Plot locations: Plow #1 Site: Prospect Hill Tract, Compartment # III, southern end. Plow #2 Site: Prospect Hill Tract, Compartment # III, southern end. Pasture #1 Site: Prospect Hill Tract, Compartment # I, southeastern edge. Pasture #2 Site: Prospect Hill Tract, Compartment # VIII, central edge. Woodlot #1 Site: Prospect Hill Tract, Compartment # VIII, northeastern edge. Woodlot #2 Site: Prospect Hill Tract, Compartment # VII, central.

  • Use:

    This dataset is released to the public under Creative Commons CC0 1.0 (No Rights Reserved). Please keep the dataset creators informed of any plans to use the dataset. Consultation with the original investigators is strongly encouraged. Publications and data products that make use of the dataset should include proper acknowledgement.

  • Citation:

    Bowden R, McClaugherty C, Sipe T. 2009. Soil Properties in CRUI Land Use Project at Harvard Forest 1995-1998. Harvard Forest Data Archive: HF143 (v.10).

Detailed Metadata

hf143-01: soil properties

  1. site: site
    • P1: Plow 1
    • P2: Plow 2
    • S1: Pasture 1
    • S2: Pasture 2
    • W1: Woodlot 1
    • W2: Woodlot 2
  2. row: row within site (B-F)
  3. stake: column within row (1-10)
  4. soil: soil
    • FF: forest floor
    • MIN: mineral soil
  5. ff.thickness: forest floor thickness (unit: millimeter / missing value: NA)
  6. bulk.density: bulk density (unit: gramsPerCubicCentimeter / missing value: NA)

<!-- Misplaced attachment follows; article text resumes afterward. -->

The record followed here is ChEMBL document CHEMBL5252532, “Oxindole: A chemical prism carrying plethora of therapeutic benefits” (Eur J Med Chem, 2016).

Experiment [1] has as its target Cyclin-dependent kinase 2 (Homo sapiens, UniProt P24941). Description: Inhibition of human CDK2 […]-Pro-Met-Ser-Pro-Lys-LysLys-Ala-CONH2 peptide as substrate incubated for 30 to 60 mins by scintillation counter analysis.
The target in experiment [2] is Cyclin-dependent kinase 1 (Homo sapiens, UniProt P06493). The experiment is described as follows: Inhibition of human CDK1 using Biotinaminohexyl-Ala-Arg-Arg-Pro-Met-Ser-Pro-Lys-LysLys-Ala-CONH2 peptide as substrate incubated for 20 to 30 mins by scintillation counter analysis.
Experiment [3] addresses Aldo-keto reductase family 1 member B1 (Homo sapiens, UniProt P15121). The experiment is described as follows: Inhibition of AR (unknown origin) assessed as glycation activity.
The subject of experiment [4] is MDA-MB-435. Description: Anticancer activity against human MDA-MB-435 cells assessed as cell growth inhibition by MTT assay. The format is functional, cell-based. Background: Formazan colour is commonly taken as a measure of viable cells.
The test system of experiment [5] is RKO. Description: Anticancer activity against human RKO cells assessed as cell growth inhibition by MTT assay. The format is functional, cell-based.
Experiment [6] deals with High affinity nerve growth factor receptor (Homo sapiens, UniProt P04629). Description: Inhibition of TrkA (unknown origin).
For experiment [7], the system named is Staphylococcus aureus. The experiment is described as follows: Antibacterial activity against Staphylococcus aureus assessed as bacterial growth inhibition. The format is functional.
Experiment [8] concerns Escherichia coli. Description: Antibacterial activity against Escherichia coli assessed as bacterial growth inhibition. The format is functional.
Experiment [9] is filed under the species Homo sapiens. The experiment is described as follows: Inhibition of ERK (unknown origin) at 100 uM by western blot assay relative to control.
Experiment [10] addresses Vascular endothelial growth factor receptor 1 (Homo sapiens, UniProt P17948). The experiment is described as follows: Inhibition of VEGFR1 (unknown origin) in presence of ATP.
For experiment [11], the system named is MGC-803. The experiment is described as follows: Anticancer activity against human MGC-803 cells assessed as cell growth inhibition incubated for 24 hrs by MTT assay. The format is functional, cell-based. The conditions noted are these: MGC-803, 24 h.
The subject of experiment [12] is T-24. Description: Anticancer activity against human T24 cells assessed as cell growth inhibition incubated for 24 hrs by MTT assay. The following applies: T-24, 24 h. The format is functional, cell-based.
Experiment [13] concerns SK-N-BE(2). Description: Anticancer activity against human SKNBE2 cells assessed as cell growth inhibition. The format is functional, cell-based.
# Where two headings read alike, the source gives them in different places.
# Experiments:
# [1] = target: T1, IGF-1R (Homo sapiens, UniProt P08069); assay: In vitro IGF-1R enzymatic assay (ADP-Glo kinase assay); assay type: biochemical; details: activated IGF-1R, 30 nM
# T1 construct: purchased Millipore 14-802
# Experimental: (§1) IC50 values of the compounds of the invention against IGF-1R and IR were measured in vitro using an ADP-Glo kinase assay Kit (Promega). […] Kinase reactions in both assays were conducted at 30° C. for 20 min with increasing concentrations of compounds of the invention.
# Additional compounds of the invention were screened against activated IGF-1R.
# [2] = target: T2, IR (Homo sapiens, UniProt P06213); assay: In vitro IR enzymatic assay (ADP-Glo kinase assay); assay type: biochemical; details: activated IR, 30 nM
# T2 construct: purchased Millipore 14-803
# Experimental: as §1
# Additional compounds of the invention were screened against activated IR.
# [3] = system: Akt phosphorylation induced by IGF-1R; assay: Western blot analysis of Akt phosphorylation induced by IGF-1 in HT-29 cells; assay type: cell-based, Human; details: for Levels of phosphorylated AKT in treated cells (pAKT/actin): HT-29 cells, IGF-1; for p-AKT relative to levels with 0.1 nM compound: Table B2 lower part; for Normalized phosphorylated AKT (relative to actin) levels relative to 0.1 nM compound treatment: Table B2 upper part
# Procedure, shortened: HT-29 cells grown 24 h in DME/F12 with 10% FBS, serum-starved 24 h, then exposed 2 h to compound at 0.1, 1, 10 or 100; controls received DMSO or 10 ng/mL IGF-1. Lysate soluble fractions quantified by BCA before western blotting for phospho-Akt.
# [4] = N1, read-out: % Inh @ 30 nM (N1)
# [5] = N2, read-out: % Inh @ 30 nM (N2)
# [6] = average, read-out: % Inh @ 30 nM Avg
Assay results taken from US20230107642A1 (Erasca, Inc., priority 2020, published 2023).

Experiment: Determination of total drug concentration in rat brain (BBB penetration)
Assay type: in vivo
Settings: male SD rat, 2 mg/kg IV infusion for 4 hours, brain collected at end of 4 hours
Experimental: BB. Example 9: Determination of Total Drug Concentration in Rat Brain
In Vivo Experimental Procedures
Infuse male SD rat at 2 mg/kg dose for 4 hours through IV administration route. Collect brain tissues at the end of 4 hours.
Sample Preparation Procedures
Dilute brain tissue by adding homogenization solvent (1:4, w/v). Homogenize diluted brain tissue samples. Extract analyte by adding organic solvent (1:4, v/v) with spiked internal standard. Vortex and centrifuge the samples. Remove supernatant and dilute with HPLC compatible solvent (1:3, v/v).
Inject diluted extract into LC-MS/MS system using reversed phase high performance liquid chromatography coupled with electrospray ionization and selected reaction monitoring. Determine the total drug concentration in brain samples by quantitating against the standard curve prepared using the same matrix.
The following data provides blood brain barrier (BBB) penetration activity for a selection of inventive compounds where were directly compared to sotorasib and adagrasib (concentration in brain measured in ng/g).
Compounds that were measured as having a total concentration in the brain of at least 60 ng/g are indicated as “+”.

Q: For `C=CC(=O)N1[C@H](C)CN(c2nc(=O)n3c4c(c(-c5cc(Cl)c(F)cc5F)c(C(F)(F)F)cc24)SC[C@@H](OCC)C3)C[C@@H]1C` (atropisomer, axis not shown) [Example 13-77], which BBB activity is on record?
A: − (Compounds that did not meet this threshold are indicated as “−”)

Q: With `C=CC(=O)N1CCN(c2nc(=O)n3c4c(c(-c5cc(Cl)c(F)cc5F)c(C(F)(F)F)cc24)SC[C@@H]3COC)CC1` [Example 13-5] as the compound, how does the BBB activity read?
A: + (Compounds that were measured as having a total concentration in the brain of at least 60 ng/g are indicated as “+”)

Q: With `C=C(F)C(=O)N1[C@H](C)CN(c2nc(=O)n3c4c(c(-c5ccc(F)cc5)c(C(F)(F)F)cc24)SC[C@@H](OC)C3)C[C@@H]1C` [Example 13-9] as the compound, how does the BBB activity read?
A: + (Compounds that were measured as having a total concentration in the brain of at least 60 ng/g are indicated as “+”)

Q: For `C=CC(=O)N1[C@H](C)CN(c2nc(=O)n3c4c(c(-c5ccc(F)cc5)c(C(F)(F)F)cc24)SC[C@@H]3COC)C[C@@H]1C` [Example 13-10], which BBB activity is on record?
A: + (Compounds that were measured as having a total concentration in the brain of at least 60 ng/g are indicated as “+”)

7. soil.mass: mass of soil (unit: kilogramsPerSquareMeter / missing value: NA)
  8. ph.h2o: pH in water extract (unit: dimensionless / missing value: NA)
  9. ph.cacl2: pH in CaCl2 extract (unit: dimensionless / missing value: NA)
  10. c: percent carbon (unit: dimensionless / missing value: NA)
  11. n: percent nitrogen (unit: dimensionless / missing value: NA)
  12. om: percent organic matter (unit: dimensionless / missing value: NA)
  13. p: percent phosphorous ugP/gsoil (unit: microgramsPerGram / missing value: NA)
  14. nh4: available NH4 mgN/gsoil (unit: milligramPerGram / missing value: NA)
  15. no3: available NO3 mgN/gsoil (unit: milligramPerGram / missing value: NA)
  16. n.min: net nitrogen mineralization mgN/gsoil (unit: milligramPerGram / missing value: NA)
  17. nitr: net nitrification (unit: milligramPerGram / missing value: NA)
  18. cec: cation exchange capacity (meq/100g) (unit: number / missing value: NA)
  19. ca: calcium (unit: milligramPerGram / missing value: NA)
  20. mg: magnesium (unit: milligramPerGram / missing value: NA)
  21. k: potassium (unit: milligramPerGram / missing value: NA)
  22. soil.moisture: soil moisture, forest floor gravimetric gH2O/gsoil (unit: gramsPerGram / missing value: NA)
  23. soil.moisture.capacity: soil moisture capacity gH2O/gsoil (unit: milligramPerGram / missing value: NA)